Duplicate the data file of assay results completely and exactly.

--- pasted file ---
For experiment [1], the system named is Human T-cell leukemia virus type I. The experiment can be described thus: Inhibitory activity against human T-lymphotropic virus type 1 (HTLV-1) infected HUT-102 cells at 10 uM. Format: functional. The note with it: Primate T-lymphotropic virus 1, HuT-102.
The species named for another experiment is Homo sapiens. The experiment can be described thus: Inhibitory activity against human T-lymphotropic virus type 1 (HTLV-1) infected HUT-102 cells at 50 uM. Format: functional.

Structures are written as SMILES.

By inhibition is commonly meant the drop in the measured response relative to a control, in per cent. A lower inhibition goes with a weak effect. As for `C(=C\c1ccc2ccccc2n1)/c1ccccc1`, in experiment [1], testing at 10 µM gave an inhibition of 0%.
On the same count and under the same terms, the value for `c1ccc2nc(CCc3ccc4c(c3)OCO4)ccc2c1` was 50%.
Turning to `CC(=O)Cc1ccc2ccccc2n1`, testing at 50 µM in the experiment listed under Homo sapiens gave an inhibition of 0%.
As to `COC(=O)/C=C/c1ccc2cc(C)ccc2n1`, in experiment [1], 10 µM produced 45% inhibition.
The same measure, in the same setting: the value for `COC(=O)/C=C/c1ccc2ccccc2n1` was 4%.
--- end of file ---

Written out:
For experiment [1], the system named is Human T-cell leukemia virus type I. The experiment can be described thus: Inhibitory activity against human T-lymphotropic virus type 1 (HTLV-1) infected HUT-102 cells at 10 uM. Format: functional. The note with it: Primate T-lymphotropic virus 1, HuT-102.
The species named for another experiment is Homo sapiens. The experiment can be described thus: Inhibitory activity against human T-lymphotropic virus type 1 (HTLV-1) infected HUT-102 cells at 50 uM. Format: functional.

Structures are written as SMILES.

By inhibition is commonly meant the drop in the measured response relative to a control, in per cent. A lower inhibition goes with a weak effect. As for `C(=C\c1ccc2ccccc2n1)/c1ccccc1`, in experiment [1], testing at 10 µM gave an inhibition of 0%.
On the same count and under the same terms, the value for `c1ccc2nc(CCc3ccc4c(c3)OCO4)ccc2c1` was 50%.
Turning to `CC(=O)Cc1ccc2ccccc2n1`, testing at 50 µM in the experiment listed under Homo sapiens gave an inhibition of 0%.
As to `COC(=O)/C=C/c1ccc2cc(C)ccc2n1`, in experiment [1], 10 µM produced 45% inhibition.
The same measure, in the same setting: the value for `COC(=O)/C=C/c1ccc2ccccc2n1` was 4%.